(THE SMITHSONIAN) Kenneth C. Davis, September 22, 2018 — It was a parade like none Philadelphia had ever seen.
In the summer of 1918, as the Great War raged and American doughboys fell on Europe’s killing fields, the City of Brotherly Love organized a grand spectacle. To bolster morale and support the war effort, a procession for the ages brought together marching bands, Boy Scouts, women’s auxiliaries, and uniformed troops to promote Liberty Loans –government bonds issued to pay for the war. The day would be capped off with a concert led by the “March King” himself –John Philip Sousa.
When the Fourth Liberty Loan Drive parade stepped off on September 28, some 200,000 people jammed Broad Street, cheering wildly as the line of marchers stretched for two miles. Floats showcased the latest addition to America’s arsenal – floating biplanes built in Philadelphia’s Navy Yard. Brassy tunes filled the air along a route where spectators were crushed together like sardines in a can. Each time the music stopped, bond salesmen singled out war widows in the crowd, a move designed to evoke sympathy and ensure that Philadelphia met its Liberty Loan quota.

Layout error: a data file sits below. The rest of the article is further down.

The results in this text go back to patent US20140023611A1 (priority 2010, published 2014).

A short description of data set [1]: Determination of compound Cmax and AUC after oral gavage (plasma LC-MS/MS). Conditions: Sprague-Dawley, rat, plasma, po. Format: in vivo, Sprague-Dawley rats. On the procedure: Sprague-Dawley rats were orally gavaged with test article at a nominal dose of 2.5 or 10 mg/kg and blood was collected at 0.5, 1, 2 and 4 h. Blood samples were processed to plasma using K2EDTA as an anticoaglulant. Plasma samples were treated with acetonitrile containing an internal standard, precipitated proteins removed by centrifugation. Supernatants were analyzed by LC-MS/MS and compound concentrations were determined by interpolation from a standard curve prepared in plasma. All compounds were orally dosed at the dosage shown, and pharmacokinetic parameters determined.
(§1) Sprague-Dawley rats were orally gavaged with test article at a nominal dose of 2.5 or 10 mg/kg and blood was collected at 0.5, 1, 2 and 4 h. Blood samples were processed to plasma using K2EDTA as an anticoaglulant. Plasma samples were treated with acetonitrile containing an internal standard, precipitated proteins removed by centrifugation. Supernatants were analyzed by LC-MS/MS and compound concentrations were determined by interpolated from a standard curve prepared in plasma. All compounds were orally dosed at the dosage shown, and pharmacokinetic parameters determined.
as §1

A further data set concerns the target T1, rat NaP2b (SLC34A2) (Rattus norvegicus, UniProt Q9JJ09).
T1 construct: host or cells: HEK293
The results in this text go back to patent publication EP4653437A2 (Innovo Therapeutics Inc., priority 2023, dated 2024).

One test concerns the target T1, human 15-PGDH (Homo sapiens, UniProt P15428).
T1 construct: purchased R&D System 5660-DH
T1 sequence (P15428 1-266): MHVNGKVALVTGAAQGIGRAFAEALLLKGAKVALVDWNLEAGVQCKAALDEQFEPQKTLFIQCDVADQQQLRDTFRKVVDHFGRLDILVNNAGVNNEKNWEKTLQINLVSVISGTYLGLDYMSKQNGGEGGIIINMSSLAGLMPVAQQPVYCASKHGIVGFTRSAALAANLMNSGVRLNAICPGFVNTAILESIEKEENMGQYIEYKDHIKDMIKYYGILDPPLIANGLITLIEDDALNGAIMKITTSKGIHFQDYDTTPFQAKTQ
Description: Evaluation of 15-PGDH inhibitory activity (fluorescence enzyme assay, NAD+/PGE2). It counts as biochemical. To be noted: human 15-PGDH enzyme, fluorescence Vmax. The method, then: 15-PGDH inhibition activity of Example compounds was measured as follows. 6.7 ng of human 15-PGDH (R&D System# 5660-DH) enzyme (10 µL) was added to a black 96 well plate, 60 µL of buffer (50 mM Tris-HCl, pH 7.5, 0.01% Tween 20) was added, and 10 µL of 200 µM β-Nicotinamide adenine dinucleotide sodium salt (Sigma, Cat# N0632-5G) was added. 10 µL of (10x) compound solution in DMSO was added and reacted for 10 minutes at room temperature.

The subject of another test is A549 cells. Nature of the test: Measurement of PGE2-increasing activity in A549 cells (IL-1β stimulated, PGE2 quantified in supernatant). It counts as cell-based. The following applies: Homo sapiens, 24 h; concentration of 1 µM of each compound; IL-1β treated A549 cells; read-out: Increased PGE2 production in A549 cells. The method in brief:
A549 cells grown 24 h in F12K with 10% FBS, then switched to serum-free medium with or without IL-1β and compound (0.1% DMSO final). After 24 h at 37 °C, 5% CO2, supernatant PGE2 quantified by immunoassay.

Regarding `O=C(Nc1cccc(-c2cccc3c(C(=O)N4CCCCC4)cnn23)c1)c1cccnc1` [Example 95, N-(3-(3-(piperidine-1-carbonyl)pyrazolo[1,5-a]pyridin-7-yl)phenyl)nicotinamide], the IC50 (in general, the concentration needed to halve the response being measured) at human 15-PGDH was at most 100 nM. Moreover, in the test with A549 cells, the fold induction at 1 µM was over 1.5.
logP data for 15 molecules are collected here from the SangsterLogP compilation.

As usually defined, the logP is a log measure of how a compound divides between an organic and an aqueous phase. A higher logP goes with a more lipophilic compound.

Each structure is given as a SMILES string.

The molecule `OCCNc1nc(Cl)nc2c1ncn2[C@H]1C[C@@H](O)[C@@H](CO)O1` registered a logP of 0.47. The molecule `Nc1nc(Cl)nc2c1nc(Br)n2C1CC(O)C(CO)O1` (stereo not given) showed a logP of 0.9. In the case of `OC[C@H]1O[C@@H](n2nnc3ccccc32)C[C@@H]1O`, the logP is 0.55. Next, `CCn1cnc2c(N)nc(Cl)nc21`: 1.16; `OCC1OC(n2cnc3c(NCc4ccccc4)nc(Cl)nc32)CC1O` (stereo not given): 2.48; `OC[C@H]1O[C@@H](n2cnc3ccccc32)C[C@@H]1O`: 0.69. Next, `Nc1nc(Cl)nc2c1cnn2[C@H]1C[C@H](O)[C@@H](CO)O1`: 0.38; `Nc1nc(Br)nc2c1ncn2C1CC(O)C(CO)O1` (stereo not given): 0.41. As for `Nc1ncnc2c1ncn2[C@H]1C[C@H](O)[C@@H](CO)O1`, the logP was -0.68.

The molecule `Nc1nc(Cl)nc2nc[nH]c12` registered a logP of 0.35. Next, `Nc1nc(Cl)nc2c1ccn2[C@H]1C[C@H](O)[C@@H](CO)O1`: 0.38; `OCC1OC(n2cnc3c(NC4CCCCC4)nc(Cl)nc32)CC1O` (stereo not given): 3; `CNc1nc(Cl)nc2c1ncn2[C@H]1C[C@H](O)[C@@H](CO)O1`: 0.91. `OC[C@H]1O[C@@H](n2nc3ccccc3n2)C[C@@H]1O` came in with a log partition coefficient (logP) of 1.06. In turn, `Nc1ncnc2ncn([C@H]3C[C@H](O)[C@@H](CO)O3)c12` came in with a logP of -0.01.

But aggressive Liberty Loan hawkers were far from the greatest threat that day. Lurking among the multitudes was an invisible peril known as influenza—and it loves crowds. Philadelphians were exposed en masse to a lethal contagion widely called “Spanish Flu,” a misnomer created earlier in 1918 when the first published reports of a mysterious epidemic emerged from a wire service in Madrid.
For Philadelphia, the fallout was swift and deadly. Two days after the parade, the city’s public health director Wilmer Krusen, issued a grim pronouncement: “The epidemic is now present in the civilian population and is assuming the type found in naval stations and cantonments [army camps].”
Within 72 hours of the parade, every bed in Philadelphia’s 31 hospitals was filled. In the week ending October 5, some 2,600 people in Philadelphia had died from the flu or its complications. A week later, that number rose to more than 4,500. With many of the city’s health professionals pressed into military service, Philadelphia was unprepared for this deluge of death.